My wife has recently changed her phone. She moved from an iPhone 4 running iOS 6, to a Nexus 4 running Jelly Bean. Having fought the move to any smart phone for a while, she has now spent over two years using iOS and has become used to the variety of apps. Now that she is moving to Android, there is an obvious disadvantage that none of her current iOS apps will work on Android.
Because I have been using Android for a year now, I thought I would suggest some apps I felt she would enjoy, want or need. Fortunately, there are many app developers who build apps for both iOS and Android, so the transfer is no problem. However, some developers are staying with Apple only, which means if you have an app you used frequently, you will need to find a replacement. This is my list of apps I think are strongly recommended for any Android user (although if they have an iTunes App Store version, I have linked to this too). Bare in mind, this is only my opinion.
Apple’s iOS is often believed to not be susceptible to viruses. This is false. Although there are much fewer viruses and Trojans on iOS, they are still possible.
Android, on the other hand, is more susceptible to viruses and Trojans. As such, it is strongly recommended to use an anti-virus app, which will protect your phone. My app of choice is Avast.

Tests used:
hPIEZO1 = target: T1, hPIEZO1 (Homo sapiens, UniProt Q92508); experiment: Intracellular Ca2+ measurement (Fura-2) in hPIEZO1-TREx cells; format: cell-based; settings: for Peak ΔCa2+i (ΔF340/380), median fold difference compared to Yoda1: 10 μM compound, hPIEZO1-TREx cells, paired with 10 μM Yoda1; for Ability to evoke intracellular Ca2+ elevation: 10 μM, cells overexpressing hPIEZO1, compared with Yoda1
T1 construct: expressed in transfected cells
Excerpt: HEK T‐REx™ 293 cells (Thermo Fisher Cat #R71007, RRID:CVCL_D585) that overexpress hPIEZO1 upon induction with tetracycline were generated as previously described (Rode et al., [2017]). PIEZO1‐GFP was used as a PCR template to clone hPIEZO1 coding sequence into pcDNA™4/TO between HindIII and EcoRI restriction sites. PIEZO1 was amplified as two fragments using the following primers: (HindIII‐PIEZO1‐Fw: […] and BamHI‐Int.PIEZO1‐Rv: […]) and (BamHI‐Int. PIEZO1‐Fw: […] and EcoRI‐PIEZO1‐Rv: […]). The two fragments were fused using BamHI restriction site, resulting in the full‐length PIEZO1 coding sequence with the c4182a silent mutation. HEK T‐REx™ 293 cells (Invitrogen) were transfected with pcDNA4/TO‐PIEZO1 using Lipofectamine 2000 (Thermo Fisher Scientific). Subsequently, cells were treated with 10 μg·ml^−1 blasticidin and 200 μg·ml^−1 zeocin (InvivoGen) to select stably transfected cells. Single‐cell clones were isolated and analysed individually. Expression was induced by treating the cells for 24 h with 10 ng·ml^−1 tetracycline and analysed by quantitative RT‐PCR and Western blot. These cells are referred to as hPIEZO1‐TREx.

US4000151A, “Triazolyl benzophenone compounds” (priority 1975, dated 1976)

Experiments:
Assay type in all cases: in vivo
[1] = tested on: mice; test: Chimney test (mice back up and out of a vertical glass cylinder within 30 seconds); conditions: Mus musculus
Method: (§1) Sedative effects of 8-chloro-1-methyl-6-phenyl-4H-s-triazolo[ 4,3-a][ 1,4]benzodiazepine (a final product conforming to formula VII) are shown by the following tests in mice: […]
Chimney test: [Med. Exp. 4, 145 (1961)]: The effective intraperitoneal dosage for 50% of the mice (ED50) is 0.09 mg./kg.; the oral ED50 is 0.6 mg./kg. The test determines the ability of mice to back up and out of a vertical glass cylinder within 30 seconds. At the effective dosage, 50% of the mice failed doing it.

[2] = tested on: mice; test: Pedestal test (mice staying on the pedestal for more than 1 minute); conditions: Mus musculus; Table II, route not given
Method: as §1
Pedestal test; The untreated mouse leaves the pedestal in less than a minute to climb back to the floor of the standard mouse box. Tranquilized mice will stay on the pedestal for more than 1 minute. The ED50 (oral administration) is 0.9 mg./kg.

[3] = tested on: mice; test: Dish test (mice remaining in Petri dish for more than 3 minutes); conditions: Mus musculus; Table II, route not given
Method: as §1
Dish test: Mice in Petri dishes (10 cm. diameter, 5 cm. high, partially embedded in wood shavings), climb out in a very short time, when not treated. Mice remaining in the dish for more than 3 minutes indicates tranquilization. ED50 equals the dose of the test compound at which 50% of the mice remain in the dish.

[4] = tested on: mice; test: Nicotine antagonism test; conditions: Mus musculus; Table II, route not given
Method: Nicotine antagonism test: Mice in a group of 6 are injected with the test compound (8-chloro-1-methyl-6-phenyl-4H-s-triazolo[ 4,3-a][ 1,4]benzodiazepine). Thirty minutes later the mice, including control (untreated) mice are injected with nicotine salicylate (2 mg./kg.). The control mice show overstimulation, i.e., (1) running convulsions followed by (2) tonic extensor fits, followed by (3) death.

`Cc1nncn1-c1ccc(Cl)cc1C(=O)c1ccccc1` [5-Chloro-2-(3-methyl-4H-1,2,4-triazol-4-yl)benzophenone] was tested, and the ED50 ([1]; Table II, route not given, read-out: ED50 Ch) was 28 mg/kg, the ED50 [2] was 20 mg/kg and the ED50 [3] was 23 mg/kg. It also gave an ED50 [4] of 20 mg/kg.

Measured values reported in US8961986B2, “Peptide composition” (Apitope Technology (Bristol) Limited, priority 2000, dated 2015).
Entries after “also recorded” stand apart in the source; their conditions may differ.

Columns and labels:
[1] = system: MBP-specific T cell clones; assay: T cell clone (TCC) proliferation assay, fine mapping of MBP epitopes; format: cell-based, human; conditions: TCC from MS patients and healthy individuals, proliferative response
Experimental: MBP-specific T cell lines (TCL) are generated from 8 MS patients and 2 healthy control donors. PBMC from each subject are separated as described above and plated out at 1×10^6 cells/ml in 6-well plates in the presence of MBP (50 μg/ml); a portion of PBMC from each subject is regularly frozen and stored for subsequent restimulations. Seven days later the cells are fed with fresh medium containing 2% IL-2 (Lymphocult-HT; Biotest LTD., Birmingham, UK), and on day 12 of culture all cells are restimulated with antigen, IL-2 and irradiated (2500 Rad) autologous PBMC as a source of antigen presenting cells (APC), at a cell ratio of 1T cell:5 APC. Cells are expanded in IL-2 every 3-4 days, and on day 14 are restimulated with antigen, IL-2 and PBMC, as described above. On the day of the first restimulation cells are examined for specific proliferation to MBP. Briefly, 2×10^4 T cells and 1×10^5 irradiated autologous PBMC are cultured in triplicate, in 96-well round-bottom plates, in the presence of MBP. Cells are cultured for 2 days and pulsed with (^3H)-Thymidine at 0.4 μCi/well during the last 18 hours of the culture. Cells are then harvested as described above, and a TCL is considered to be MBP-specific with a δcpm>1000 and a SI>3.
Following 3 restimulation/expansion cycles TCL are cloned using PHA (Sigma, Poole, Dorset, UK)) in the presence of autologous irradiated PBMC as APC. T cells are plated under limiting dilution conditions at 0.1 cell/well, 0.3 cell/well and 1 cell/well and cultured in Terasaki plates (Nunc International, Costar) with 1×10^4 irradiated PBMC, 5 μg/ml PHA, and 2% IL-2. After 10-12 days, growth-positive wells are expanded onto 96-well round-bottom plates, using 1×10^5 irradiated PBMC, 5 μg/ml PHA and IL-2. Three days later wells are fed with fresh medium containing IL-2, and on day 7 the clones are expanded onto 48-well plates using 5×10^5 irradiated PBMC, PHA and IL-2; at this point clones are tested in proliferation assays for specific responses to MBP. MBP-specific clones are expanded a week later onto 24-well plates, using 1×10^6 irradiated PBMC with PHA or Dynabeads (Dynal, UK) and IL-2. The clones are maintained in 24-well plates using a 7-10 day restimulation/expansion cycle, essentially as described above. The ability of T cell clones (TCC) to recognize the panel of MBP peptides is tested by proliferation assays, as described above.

I used to use Avast on my PC, and now on my Mac. There is a free option, which will keep you safe from viruses and malware, as well as a paid service, which has more options. Avast’s Android app is very similar to their desktop app in terms of functionality and protects you against viruses and malware, has a web and email shield to ensure that you don’t suffer attack and has a very handy anti-theft feature.
The anti-theft feature will install an innocuous app on your device to resemble something it isn’t, so that it doesn’t become the first thing the thief will delete. With it installed, you are able to remotely connect to it either through the Avast! Website, or send a message to it from a trusted phone number. This will allow you to lock the phone and keep track of the location.
Avast! Anti-Virus is free from the Google Play Store.
Smart WiFi Toggler:
Battery is at a premium in mobile devices. If you’re lucky enough to have a device with a replaceable battery, you have the option of getting a spare and keeping it at hand. Not all phones, however, have a replaceable battery, meaning that you either have to carry a charger around with you, or have to constantly keep an eye on your battery.
Wifi is a big drainer of battery, especially when it doesn’t have a network to connect to, as it will keep searching for something to latch on to. Smart WiFi Toggler will help you regain battery life by automatically turning your WiFi on and off depending on location. When you connect to a network you want to use (at home, work, coffee shop) you tell the app this is a priority network. When the signal is lost from a priority network, and there isn’t another one nearby, your WiFi signal will be turned off to save battery. When you arrive at the location of a priority network Smart WiFi will automatically turn your wifi signal on, allowing you to connect.